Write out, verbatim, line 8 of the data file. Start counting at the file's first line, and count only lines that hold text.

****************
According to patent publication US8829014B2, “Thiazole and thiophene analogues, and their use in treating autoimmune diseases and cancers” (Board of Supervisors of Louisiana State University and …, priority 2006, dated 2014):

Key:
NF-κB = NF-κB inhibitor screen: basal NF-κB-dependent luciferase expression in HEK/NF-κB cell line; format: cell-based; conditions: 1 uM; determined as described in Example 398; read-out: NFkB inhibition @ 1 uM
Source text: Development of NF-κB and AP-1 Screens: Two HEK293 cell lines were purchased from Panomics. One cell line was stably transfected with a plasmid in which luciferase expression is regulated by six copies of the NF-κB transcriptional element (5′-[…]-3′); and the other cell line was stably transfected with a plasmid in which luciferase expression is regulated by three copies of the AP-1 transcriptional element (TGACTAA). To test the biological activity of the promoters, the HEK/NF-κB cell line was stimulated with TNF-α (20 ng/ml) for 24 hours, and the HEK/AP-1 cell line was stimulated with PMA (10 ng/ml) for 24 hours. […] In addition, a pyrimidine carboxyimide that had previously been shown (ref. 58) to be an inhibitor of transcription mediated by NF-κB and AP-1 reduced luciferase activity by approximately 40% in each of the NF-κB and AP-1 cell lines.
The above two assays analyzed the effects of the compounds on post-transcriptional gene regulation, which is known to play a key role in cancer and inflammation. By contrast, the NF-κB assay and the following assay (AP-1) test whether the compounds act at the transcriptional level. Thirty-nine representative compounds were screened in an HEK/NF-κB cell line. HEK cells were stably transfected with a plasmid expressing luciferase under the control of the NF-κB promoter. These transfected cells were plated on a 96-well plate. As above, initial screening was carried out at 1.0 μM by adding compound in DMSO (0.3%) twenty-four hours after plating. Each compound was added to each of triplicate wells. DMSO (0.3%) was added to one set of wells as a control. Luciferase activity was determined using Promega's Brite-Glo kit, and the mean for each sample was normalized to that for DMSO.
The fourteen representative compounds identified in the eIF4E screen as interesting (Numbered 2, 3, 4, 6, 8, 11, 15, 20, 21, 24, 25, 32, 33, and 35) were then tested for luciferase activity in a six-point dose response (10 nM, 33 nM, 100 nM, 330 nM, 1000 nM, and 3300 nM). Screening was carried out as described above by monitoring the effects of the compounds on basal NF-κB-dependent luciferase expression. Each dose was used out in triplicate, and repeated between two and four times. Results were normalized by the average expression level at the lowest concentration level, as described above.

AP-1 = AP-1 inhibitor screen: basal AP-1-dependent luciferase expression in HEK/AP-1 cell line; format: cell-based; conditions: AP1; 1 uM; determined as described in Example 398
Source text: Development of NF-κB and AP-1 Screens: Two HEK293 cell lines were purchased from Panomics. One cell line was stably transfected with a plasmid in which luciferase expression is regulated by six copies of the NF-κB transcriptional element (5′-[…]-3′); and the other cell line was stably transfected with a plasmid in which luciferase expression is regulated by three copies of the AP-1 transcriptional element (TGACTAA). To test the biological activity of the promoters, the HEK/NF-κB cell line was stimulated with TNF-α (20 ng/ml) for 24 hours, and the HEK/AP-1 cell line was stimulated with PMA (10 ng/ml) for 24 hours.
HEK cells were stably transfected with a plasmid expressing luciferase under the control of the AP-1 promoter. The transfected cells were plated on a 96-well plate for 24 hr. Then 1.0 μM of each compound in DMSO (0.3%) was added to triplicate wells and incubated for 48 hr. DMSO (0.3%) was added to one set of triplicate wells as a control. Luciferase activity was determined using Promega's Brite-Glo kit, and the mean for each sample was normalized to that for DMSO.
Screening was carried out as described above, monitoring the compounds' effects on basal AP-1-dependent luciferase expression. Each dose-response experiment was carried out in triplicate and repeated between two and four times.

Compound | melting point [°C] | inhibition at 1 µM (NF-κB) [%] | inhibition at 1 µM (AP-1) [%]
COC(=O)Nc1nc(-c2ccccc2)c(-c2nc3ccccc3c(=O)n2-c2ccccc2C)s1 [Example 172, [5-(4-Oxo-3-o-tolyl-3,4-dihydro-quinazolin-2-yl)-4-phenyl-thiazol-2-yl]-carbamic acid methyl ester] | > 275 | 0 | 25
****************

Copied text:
Source text: Development of NF-κB and AP-1 Screens: Two HEK293 cell lines were purchased from Panomics. One cell line was stably transfected with a plasmid in which luciferase expression is regulated by six copies of the NF-κB transcriptional element (5′-[…]-3′); and the other cell line was stably transfected with a plasmid in which luciferase expression is regulated by three copies of the AP-1 transcriptional element (TGACTAA). To test the biological activity of the promoters, the HEK/NF-κB cell line was stimulated with TNF-α (20 ng/ml) for 24 hours, and the HEK/AP-1 cell line was stimulated with PMA (10 ng/ml) for 24 hours.